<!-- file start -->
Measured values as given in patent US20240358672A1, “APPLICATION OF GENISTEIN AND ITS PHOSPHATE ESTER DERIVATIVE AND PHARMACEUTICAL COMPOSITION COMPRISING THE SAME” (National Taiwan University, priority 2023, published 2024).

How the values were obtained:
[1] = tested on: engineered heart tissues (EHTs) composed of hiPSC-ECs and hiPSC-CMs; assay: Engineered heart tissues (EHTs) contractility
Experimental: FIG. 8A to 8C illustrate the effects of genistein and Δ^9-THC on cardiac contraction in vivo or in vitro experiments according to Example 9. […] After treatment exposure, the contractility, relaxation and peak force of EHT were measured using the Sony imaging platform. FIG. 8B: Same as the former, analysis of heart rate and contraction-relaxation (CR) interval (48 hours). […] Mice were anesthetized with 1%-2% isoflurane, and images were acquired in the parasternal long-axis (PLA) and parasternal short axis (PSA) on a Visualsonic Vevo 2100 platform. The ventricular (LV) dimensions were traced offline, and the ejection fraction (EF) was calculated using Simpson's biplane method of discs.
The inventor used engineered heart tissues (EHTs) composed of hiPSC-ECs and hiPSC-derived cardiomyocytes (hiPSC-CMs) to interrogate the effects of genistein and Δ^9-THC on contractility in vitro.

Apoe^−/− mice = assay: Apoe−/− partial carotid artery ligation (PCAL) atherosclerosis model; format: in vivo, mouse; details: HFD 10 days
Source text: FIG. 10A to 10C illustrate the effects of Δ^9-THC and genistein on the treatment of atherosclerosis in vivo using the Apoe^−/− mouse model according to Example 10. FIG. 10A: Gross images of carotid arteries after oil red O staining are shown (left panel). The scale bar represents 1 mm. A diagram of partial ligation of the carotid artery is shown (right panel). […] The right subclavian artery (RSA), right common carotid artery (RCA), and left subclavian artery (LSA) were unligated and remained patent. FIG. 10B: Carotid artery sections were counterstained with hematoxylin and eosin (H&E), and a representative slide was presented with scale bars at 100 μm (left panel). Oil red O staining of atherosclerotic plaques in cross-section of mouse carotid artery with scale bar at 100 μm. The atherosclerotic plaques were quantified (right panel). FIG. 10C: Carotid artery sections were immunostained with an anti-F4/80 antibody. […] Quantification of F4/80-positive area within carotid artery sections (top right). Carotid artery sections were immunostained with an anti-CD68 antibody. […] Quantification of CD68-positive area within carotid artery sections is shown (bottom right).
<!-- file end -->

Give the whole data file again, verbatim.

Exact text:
Measured values as given in patent US20240358672A1, “APPLICATION OF GENISTEIN AND ITS PHOSPHATE ESTER DERIVATIVE AND PHARMACEUTICAL COMPOSITION COMPRISING THE SAME” (National Taiwan University, priority 2023, published 2024).

How the values were obtained:
[1] = tested on: engineered heart tissues (EHTs) composed of hiPSC-ECs and hiPSC-CMs; assay: Engineered heart tissues (EHTs) contractility
Experimental: FIG. 8A to 8C illustrate the effects of genistein and Δ^9-THC on cardiac contraction in vivo or in vitro experiments according to Example 9. […] After treatment exposure, the contractility, relaxation and peak force of EHT were measured using the Sony imaging platform. FIG. 8B: Same as the former, analysis of heart rate and contraction-relaxation (CR) interval (48 hours). […] Mice were anesthetized with 1%-2% isoflurane, and images were acquired in the parasternal long-axis (PLA) and parasternal short axis (PSA) on a Visualsonic Vevo 2100 platform. The ventricular (LV) dimensions were traced offline, and the ejection fraction (EF) was calculated using Simpson's biplane method of discs.
The inventor used engineered heart tissues (EHTs) composed of hiPSC-ECs and hiPSC-derived cardiomyocytes (hiPSC-CMs) to interrogate the effects of genistein and Δ^9-THC on contractility in vitro.

Apoe^−/− mice = assay: Apoe−/− partial carotid artery ligation (PCAL) atherosclerosis model; format: in vivo, mouse; details: HFD 10 days
Source text: FIG. 10A to 10C illustrate the effects of Δ^9-THC and genistein on the treatment of atherosclerosis in vivo using the Apoe^−/− mouse model according to Example 10. FIG. 10A: Gross images of carotid arteries after oil red O staining are shown (left panel). The scale bar represents 1 mm. A diagram of partial ligation of the carotid artery is shown (right panel). […] The right subclavian artery (RSA), right common carotid artery (RCA), and left subclavian artery (LSA) were unligated and remained patent. FIG. 10B: Carotid artery sections were counterstained with hematoxylin and eosin (H&E), and a representative slide was presented with scale bars at 100 μm (left panel). Oil red O staining of atherosclerotic plaques in cross-section of mouse carotid artery with scale bar at 100 μm. The atherosclerotic plaques were quantified (right panel). FIG. 10C: Carotid artery sections were immunostained with an anti-F4/80 antibody. […] Quantification of F4/80-positive area within carotid artery sections (top right). Carotid artery sections were immunostained with an anti-CD68 antibody. […] Quantification of CD68-positive area within carotid artery sections is shown (bottom right).